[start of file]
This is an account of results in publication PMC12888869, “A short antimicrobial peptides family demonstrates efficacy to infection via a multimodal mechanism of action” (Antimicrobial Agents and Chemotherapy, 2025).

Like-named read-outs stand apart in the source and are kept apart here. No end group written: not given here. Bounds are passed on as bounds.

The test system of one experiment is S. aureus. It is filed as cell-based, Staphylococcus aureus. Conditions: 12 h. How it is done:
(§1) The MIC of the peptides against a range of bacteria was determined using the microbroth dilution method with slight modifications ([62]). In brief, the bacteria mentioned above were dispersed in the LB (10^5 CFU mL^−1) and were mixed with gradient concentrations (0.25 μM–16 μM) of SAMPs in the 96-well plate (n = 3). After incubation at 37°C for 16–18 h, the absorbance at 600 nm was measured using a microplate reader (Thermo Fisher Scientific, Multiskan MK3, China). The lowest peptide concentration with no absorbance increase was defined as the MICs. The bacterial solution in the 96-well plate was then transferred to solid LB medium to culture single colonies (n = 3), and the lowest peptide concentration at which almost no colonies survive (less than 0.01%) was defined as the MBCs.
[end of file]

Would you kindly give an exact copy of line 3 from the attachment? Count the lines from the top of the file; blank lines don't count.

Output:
The test system of one experiment is S. aureus. It is filed as cell-based, Staphylococcus aureus. Conditions: 12 h. How it is done: